The federal prison population, which declined for the first time in decades under President Barack Obama, fell further during the administration of President Donald Trump.
The number of federal prisoners sentenced to more than a year behind bars decreased by 5% (or 7,607 inmates) between 2017, Trump’s first year in office, and the end of 2019, the most recent year for which final data is available from the Bureau of Justice Statistics. Preliminary figures for 2020 show that the decline continued – and even accelerated – during Trump’s last full year in office, meaning that the overall reduction in inmates during his tenure will likely exceed 5% once final data is available. Part of the decrease in prisoners in 2020 may have been attributable to policy changes in response to the coronavirus pandemic.
Obama made criminal justice issues a focus of his presidency and became the first president since Jimmy Carter to leave the White House with fewer inmates than when he arrived. Among other things, he oversaw a Justice Department initiative that emphasized lighter sentences for those convicted of lower-level crimes and used his executive clemency power more frequently than any modern president. The number of prisoners fell by 10% (or 14,988 inmates) during Obama’s tenure, the biggest decline in absolute numbers of any president on record.
This analysis examines how the federal prison population changed under President Donald Trump and other presidents dating back to Calvin Coolidge.
To calculate changes in the federal prison population under each administration, we analyzed Bureau of Justice Statistics data from 1925 to 1986, as well as separate BJS data from 1987 to 2019 that is publicly available through the Corrections Statistical Analysis Tool. Preliminary data for 2020 is drawn from the Bureau of Prisons website.
In years that spanned multiple administrations, we attributed the change in the inmate population to the president who served the majority of the calendar year. Richard Nixon, for example, served until August 1974, so we counted that year under his administration, rather than Gerald Ford’s.
The BJS data in this analysis focuses on prisoners who are in the custody of the federal government and serving sentences of more than one year. It excludes prisoners sentenced to a year or less, unsentenced prisoners and those who are not in the custody of the federal government (such as those in private, contracted prisons). Inmates in the custody of the federal government and sentenced to more than a year accounted for 76% of all prisoners under the jurisdiction of the federal government at the end of 2019.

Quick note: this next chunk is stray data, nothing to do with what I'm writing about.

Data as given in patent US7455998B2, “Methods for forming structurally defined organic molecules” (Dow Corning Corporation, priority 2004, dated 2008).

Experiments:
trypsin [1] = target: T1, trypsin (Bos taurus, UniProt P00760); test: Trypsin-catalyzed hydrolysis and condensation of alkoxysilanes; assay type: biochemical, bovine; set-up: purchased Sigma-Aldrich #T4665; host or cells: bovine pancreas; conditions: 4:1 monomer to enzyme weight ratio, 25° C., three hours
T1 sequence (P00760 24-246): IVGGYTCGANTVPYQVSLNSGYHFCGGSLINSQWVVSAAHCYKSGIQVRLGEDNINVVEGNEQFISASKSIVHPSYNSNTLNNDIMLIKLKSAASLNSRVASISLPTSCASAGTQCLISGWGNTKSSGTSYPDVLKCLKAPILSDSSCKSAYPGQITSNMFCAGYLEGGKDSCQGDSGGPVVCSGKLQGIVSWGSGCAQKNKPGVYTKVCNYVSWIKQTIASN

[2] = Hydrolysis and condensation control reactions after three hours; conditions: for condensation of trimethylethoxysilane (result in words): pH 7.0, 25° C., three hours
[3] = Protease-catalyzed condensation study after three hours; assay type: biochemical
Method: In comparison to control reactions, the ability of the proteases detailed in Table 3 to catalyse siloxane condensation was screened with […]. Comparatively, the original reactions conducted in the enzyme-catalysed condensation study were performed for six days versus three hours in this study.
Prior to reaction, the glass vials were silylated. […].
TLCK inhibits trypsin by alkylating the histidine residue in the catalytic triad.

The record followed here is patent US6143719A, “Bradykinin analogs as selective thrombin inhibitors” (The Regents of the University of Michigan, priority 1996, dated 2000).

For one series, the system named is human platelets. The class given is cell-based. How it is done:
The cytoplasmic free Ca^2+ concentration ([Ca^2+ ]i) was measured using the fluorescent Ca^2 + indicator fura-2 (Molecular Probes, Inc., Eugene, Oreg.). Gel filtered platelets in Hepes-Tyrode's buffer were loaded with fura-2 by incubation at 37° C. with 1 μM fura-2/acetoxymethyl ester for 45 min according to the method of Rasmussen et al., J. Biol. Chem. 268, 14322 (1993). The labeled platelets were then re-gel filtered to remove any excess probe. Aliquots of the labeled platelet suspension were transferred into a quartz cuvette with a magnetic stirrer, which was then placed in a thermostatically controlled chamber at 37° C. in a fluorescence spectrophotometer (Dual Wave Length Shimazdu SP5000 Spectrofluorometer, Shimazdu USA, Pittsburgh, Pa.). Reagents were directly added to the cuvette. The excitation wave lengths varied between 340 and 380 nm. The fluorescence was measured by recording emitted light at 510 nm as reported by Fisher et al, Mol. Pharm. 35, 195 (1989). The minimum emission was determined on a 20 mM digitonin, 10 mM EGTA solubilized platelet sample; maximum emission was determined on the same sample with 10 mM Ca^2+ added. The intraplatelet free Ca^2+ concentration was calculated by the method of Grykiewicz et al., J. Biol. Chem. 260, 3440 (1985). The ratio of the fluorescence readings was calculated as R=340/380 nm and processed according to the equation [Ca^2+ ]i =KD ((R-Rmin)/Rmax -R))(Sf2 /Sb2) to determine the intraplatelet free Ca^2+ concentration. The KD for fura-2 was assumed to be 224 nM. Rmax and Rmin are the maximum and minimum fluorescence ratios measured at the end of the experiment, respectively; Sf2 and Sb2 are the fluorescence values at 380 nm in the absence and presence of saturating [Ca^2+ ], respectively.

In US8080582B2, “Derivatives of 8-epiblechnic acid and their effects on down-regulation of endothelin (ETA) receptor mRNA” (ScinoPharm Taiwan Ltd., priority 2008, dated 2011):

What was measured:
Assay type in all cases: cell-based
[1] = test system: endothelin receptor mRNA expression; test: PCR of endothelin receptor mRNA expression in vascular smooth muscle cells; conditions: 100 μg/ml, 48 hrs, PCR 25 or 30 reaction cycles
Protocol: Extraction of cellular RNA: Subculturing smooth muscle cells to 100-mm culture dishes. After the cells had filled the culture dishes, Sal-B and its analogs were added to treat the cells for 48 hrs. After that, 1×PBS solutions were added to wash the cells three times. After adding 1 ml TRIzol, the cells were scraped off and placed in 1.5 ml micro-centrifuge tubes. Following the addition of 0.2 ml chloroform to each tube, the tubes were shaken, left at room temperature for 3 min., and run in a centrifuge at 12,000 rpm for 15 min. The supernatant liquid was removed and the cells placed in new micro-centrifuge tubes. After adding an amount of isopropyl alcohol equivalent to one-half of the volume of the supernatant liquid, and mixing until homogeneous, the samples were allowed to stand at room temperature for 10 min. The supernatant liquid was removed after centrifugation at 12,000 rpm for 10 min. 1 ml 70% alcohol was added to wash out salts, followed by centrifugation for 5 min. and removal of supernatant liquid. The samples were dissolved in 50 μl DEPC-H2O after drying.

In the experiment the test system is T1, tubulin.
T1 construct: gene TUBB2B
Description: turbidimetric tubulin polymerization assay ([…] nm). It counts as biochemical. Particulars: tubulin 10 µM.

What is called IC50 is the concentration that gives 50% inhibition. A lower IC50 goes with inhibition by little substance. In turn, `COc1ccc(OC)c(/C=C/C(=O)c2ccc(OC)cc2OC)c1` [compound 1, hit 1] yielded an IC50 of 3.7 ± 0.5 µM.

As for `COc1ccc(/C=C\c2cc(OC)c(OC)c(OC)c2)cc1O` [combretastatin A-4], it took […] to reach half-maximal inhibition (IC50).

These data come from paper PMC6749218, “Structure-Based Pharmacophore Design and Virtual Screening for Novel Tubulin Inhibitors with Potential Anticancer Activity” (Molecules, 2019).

In some respects, Trump took a notably different approach from Obama when he entered office. His Justice Department quickly reversed the Obama-era policy of seeking lighter sentences for some criminal suspects, and Trump granted far fewer acts of clemency than nearly every other modern president. At the same time, Trump signed into law the First Step Act, a significant overhaul of criminal justice policies aimed in part at reducing the federal prison population. In its first year, the law led to shorter sentences for thousands of federal offenders and earlier release dates for many others, according to a 2020 report from the U.S. Sentencing Commission.
It’s important to note that presidential policies are just one of many factors that can affect the size of the federal prison population. Crime rates, law enforcement practices and judicial sentencing patterns all play a role. For instance, crime rates rose sharply during the 1980s and early 1990s but have fallen dramatically since then. It’s also important to keep in mind that the vast majority of people who are behind bars in the United States are held in state and local correctional facilities, not the federal system. As of the end of 2019, the federal system held 11% of all U.S. inmates sentenced to more than a year in prison, according to the Bureau of Justice Statistics.
Still, presidents can help set federal criminal justice policies, and those policies can affect the prison population. Ronald Reagan signed into law several measures that increased federal criminal penalties, including one that eliminated parole in the federal prison system. The number of sentenced federal inmates rose by 78% (or 16,539 prisoners) during Reagan’s eight years in office, the largest percentage increase for any administration on record.
In absolute numbers, the largest increase in federal prisoners occurred under Bill Clinton. The number of sentenced inmates rose by 38,769 (or 56%) under Clinton, who signed into law a major crime bill that increased funding for prisons and authorized 100,000 additional police officers (though many of the law’s provisions focused on state correctional systems, rather than the federal system). Current President Joe Biden was chairman of the Senate Judiciary Committee at the time and helped write the law that Clinton signed in 1994.
Despite serving only four years, Jimmy Carter presided over the largest percentage decrease in federal prisoners (-34%) of any president on record.